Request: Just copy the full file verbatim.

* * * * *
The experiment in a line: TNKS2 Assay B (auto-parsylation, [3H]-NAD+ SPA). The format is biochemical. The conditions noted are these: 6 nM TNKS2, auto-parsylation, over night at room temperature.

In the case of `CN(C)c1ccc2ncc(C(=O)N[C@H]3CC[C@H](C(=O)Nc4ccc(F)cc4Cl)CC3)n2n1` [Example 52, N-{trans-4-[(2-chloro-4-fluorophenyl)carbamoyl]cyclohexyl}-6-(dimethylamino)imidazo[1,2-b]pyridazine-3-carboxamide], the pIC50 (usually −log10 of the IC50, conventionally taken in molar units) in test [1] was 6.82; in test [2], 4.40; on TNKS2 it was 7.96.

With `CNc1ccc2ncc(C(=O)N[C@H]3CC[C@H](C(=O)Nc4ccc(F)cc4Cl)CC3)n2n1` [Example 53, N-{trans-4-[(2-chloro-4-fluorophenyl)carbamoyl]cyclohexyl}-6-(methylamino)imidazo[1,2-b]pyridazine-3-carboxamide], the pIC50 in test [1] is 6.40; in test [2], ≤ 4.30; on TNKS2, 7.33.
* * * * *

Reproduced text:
The experiment in a line: TNKS2 Assay B (auto-parsylation, [3H]-NAD+ SPA). The format is biochemical. The conditions noted are these: 6 nM TNKS2, auto-parsylation, over night at room temperature.

In the case of `CN(C)c1ccc2ncc(C(=O)N[C@H]3CC[C@H](C(=O)Nc4ccc(F)cc4Cl)CC3)n2n1` [Example 52, N-{trans-4-[(2-chloro-4-fluorophenyl)carbamoyl]cyclohexyl}-6-(dimethylamino)imidazo[1,2-b]pyridazine-3-carboxamide], the pIC50 (usually −log10 of the IC50, conventionally taken in molar units) in test [1] was 6.82; in test [2], 4.40; on TNKS2 it was 7.96.

With `CNc1ccc2ncc(C(=O)N[C@H]3CC[C@H](C(=O)Nc4ccc(F)cc4Cl)CC3)n2n1` [Example 53, N-{trans-4-[(2-chloro-4-fluorophenyl)carbamoyl]cyclohexyl}-6-(methylamino)imidazo[1,2-b]pyridazine-3-carboxamide], the pIC50 in test [1] is 6.40; in test [2], ≤ 4.30; on TNKS2, 7.33.